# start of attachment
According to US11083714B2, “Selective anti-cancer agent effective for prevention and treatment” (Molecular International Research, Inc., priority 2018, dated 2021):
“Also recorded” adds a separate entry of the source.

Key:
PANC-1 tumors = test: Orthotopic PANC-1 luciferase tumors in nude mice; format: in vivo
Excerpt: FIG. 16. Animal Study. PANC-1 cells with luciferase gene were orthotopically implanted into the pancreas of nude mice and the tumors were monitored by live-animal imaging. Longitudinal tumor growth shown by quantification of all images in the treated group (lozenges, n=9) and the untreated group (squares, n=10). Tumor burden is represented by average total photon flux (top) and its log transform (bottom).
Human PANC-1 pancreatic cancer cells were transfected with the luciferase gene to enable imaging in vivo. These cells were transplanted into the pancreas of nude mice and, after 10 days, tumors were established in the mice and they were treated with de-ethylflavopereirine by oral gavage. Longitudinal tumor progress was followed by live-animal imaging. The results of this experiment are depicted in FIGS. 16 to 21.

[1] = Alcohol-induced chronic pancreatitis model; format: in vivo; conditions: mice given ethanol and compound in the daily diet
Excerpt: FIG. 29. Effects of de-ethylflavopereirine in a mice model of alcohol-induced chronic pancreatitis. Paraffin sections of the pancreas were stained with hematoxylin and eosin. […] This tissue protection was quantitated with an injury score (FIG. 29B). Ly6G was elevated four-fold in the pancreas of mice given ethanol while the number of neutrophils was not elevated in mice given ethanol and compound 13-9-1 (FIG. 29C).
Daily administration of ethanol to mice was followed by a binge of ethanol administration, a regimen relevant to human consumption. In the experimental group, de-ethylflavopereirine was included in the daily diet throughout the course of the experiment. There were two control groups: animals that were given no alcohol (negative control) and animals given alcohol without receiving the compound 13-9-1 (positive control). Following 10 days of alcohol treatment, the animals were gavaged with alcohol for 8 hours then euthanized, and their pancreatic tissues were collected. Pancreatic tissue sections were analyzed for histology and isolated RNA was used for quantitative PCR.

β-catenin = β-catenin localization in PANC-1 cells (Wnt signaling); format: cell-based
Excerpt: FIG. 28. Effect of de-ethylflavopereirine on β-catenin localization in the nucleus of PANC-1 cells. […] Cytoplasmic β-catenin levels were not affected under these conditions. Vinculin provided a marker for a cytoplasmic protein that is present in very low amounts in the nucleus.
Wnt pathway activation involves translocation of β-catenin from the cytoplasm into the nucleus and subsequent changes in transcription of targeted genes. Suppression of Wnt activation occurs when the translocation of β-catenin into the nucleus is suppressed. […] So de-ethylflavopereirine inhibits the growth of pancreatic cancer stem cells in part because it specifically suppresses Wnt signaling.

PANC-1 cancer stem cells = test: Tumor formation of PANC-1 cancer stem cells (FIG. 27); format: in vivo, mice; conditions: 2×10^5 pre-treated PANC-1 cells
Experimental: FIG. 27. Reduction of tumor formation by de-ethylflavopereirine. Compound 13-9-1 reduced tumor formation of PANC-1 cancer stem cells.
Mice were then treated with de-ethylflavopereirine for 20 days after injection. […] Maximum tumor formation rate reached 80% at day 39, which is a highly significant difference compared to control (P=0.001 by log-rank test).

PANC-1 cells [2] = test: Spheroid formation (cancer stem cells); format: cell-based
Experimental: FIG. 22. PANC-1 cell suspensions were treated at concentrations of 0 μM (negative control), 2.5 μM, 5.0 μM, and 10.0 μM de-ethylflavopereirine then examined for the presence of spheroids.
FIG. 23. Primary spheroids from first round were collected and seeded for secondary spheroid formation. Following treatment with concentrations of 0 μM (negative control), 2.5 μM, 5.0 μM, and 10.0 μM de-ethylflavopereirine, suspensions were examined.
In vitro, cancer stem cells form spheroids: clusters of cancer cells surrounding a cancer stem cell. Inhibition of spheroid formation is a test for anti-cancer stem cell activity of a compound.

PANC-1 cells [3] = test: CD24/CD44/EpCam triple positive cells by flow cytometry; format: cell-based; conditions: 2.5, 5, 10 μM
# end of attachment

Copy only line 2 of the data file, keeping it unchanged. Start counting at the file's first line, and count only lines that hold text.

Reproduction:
“Also recorded” adds a separate entry of the source.